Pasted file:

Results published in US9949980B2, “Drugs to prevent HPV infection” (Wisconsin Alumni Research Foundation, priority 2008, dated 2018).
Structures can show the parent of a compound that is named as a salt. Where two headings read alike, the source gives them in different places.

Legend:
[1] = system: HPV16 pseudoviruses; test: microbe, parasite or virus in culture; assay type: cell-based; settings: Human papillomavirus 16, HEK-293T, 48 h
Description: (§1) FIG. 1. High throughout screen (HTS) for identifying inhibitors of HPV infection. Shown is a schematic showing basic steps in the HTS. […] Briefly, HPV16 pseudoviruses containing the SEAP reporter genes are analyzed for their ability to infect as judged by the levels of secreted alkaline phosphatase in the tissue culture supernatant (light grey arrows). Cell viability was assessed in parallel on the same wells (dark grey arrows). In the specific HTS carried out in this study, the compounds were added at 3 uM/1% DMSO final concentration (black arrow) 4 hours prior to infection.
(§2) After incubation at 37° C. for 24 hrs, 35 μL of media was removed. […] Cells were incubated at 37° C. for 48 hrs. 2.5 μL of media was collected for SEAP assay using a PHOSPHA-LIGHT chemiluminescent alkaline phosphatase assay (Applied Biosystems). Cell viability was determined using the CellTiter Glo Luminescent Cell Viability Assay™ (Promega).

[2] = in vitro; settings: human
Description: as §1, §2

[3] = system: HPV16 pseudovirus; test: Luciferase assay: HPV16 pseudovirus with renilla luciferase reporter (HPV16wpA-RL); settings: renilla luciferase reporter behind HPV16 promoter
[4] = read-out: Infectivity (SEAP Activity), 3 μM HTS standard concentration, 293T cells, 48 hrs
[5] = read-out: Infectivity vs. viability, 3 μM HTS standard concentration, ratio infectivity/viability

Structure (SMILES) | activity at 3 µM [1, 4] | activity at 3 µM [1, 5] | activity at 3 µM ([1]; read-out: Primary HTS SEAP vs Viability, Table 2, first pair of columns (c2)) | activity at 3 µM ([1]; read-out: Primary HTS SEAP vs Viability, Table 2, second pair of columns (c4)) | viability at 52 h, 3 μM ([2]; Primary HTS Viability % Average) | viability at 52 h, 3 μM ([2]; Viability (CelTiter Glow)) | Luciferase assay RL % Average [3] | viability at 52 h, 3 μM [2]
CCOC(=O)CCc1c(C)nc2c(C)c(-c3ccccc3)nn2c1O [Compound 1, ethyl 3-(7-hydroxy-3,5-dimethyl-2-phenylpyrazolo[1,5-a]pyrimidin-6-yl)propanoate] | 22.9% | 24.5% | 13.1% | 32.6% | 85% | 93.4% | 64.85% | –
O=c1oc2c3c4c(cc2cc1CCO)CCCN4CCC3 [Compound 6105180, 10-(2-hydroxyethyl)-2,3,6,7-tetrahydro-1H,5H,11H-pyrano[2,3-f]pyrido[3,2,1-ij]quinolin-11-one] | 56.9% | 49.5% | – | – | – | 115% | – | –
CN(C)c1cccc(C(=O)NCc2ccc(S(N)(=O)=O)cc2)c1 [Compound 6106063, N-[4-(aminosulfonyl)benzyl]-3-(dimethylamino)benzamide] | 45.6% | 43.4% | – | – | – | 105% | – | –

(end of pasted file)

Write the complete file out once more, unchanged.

Results published in US9949980B2, “Drugs to prevent HPV infection” (Wisconsin Alumni Research Foundation, priority 2008, dated 2018).
Structures can show the parent of a compound that is named as a salt. Where two headings read alike, the source gives them in different places.

Legend:
[1] = system: HPV16 pseudoviruses; test: microbe, parasite or virus in culture; assay type: cell-based; settings: Human papillomavirus 16, HEK-293T, 48 h
Description: (§1) FIG. 1. High throughout screen (HTS) for identifying inhibitors of HPV infection. Shown is a schematic showing basic steps in the HTS. […] Briefly, HPV16 pseudoviruses containing the SEAP reporter genes are analyzed for their ability to infect as judged by the levels of secreted alkaline phosphatase in the tissue culture supernatant (light grey arrows). Cell viability was assessed in parallel on the same wells (dark grey arrows). In the specific HTS carried out in this study, the compounds were added at 3 uM/1% DMSO final concentration (black arrow) 4 hours prior to infection.
(§2) After incubation at 37° C. for 24 hrs, 35 μL of media was removed. […] Cells were incubated at 37° C. for 48 hrs. 2.5 μL of media was collected for SEAP assay using a PHOSPHA-LIGHT chemiluminescent alkaline phosphatase assay (Applied Biosystems). Cell viability was determined using the CellTiter Glo Luminescent Cell Viability Assay™ (Promega).

[2] = in vitro; settings: human
Description: as §1, §2

[3] = system: HPV16 pseudovirus; test: Luciferase assay: HPV16 pseudovirus with renilla luciferase reporter (HPV16wpA-RL); settings: renilla luciferase reporter behind HPV16 promoter
[4] = read-out: Infectivity (SEAP Activity), 3 μM HTS standard concentration, 293T cells, 48 hrs
[5] = read-out: Infectivity vs. viability, 3 μM HTS standard concentration, ratio infectivity/viability

Structure (SMILES) | activity at 3 µM [1, 4] | activity at 3 µM [1, 5] | activity at 3 µM ([1]; read-out: Primary HTS SEAP vs Viability, Table 2, first pair of columns (c2)) | activity at 3 µM ([1]; read-out: Primary HTS SEAP vs Viability, Table 2, second pair of columns (c4)) | viability at 52 h, 3 μM ([2]; Primary HTS Viability % Average) | viability at 52 h, 3 μM ([2]; Viability (CelTiter Glow)) | Luciferase assay RL % Average [3] | viability at 52 h, 3 μM [2]
CCOC(=O)CCc1c(C)nc2c(C)c(-c3ccccc3)nn2c1O [Compound 1, ethyl 3-(7-hydroxy-3,5-dimethyl-2-phenylpyrazolo[1,5-a]pyrimidin-6-yl)propanoate] | 22.9% | 24.5% | 13.1% | 32.6% | 85% | 93.4% | 64.85% | –
O=c1oc2c3c4c(cc2cc1CCO)CCCN4CCC3 [Compound 6105180, 10-(2-hydroxyethyl)-2,3,6,7-tetrahydro-1H,5H,11H-pyrano[2,3-f]pyrido[3,2,1-ij]quinolin-11-one] | 56.9% | 49.5% | – | – | – | 115% | – | –
CN(C)c1cccc(C(=O)NCc2ccc(S(N)(=O)=O)cc2)c1 [Compound 6106063, N-[4-(aminosulfonyl)benzyl]-3-(dimethylamino)benzamide] | 45.6% | 43.4% | – | – | – | 105% | – | –